TelstraClear admits some business customers vulnerable during all-you-can-eat promo

TelstraClear says there is no need for compo following its limitless data weekend.

The all-you-can-eat broadband promotion was labeled "disastrous" by InternetNZ, and some customers took to Twitter to complain their connection had become unusable as many piled on to take advantage of the temporary lifting of the ISP's data caps between 6pm Friday and midnight Sunday. 

Asked if there would be any compensation for customers who experienced slower broadband performance over the weekend, TelstraClear consumer head Steve Jackson said early indications were that intermittent and reduced speeds were experienced by some customers when accessing international sites not cached locally.

"However, TelstraClear’s network in New Zealand performed to its usual high standard and we have no plans to provide compensation," Mr Jackson said.

"Overall results - which are yet to be thoroughly analysed – will provide important feedback, both for TelstraClear and the industry as a whole.”

Some business users exposed
Asked if business customers were hit by the slowdown, a spokeswoman said, "Those on dedicated data links were not impacted ... We do have some business customers who aren’t on dedicated links, and they may have been impacted over the weekend."

The company refused comment on affected business's individual cases.

Domestic go-slow
Josh O'Connor-Chen, IT Manager at Wellington's Pacific Radiology, told NBR that TelstraClear's explanation appeared to "stretch the truth."

On Friday night, an on-call doctor working for Pacific Radiology was unable email an X-Ray image, finding his connection "basically unusable."

The doctor was working from home, on a residential account. However, Mr O'Connor-Chen said the doctor's experience gave lie to TelstraClear's claim that only international traffic was affected. The doctor was in the central Wellington suburb of Mt Cook, only 8km away from Pacific Radiology's Petone data centre.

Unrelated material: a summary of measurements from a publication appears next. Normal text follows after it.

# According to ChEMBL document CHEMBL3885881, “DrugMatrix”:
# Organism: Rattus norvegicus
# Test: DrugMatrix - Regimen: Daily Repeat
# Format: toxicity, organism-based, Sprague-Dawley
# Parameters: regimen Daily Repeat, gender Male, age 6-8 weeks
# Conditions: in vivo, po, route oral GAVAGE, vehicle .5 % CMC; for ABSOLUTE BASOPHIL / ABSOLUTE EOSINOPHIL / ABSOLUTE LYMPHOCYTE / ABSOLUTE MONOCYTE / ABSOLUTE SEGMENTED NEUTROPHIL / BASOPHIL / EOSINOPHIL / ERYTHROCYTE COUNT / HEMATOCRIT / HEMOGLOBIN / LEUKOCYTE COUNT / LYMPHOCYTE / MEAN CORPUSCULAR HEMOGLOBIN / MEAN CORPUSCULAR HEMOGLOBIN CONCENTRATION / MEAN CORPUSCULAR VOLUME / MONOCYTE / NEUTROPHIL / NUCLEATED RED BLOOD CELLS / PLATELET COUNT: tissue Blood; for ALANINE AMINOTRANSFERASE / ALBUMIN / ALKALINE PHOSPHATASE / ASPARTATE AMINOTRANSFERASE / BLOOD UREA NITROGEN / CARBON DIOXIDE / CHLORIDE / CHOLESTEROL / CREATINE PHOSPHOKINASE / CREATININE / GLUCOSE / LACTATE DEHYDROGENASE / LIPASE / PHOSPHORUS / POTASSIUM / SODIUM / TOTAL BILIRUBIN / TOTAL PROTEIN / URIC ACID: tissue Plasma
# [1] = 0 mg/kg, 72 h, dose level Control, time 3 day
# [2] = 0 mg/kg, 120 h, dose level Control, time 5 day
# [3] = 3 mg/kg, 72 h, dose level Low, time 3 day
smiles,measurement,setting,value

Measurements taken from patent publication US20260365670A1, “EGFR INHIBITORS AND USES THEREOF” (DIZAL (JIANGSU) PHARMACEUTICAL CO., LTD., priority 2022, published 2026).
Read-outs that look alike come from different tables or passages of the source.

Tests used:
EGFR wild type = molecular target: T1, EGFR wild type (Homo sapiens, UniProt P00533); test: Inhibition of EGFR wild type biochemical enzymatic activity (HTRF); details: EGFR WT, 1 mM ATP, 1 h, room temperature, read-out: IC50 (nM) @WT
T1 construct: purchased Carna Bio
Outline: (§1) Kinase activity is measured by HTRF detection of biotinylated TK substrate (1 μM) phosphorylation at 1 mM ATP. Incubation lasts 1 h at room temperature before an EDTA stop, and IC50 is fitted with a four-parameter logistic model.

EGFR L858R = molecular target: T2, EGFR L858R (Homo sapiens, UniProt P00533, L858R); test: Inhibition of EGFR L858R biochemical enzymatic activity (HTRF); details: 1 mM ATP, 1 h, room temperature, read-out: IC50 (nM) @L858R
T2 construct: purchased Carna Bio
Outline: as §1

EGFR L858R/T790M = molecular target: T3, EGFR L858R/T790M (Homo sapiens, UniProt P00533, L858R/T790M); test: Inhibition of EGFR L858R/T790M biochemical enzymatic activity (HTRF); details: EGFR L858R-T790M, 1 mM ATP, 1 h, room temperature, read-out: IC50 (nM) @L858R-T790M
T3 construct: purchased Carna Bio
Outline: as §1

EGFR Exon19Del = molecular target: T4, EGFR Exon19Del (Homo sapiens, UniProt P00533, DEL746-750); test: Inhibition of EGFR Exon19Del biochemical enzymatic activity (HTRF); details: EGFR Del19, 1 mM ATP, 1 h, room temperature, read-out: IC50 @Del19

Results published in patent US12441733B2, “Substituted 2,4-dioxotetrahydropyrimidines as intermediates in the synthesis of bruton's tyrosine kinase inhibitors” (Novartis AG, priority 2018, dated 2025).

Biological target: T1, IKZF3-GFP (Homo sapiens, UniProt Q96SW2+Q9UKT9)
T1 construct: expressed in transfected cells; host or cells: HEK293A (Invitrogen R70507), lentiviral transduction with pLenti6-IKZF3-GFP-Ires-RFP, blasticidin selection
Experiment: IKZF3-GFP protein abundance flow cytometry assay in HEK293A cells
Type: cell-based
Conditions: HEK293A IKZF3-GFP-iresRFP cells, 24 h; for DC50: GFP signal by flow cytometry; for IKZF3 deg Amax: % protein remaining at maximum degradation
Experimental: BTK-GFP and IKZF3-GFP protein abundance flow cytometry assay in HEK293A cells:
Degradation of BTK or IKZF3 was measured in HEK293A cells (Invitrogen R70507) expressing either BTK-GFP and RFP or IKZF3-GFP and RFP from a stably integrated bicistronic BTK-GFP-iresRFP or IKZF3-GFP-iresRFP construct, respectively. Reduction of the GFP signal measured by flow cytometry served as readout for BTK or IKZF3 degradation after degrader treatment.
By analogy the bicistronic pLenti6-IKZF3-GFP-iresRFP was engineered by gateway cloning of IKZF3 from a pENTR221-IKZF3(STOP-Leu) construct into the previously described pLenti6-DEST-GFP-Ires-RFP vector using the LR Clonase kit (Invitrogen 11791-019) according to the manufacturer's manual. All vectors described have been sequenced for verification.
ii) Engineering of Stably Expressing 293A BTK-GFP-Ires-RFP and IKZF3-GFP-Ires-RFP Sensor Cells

Videoconference no-go
Another business user, Paraparaumu-based software developer Richard Clark, who charges clients $150 to $170 an hour, was seething.

Mr Clark said a videoconference call with clients in the UK had to be abandoned in favour of a text-based exchange.

"I'm really annoyed they seem to be just shrugging it off," Mr Clark told NBR. "Have your little marketing experiment, but don't monkey around with my business."

The developer, who is on a residential connection, added, "I understand I would be in a much better position to go into the [TelstraClear] office and scream at someone. But this is 2011. We're pushing the idea of telecommunicating and saving carbon. Here I am representing the dream and they ruining my day."

Mr Clark said he had been a happy TelstraClear customers for years but now planned to get a second account, with another ISP, that he could use as a fall-back. If the new ISP proved reliable, he might drop TelstraClear, the developer said.

From speed tests and his general experience, Mr Clark said his international and domestic data speed fell around 70% over the weekend.

No sympathy from some quarters
Not all business users are sympathetic to the pair's plight.

After reading the initial version of this article, Dylan Bland, who works for an Auckland-based e-tailer, tweeted, "Gotta love it when businesses operate a cheap residential broadband account, then complain."

Mr Bland told NBR in a follow-up email, "I think people who run important parts of their business using a residential broadband connection should be careful when asking for compensation from ISPs. Business accounts usually cost a lot more and come with more appropriate guarantees and compensation options for downtime."

Why would local connections seem so slow?
Experts spoken to by NBR said two factors were in play that caused the apparent slow-down in domestic data.

One is that many websites with ".co.nz" addresses are hosted off-shore, where web servers can be cheaper - especially for high-volume sites.

Another is poor interconnection or "peering" (or, more to the point, lack of peering) between TelstraClear and other local ISPs, which can see data sent between two domestic points take a round trip to LA.

Not all international sites are cached (or "mirrored") locally.

Pacific Fibre co-founder Rod Drury told NBR another factor was that only static "Web 1.0" connect, such as web pages could be cached. Interactive "Web 2.0" elements, such as videoconferencing, could not.

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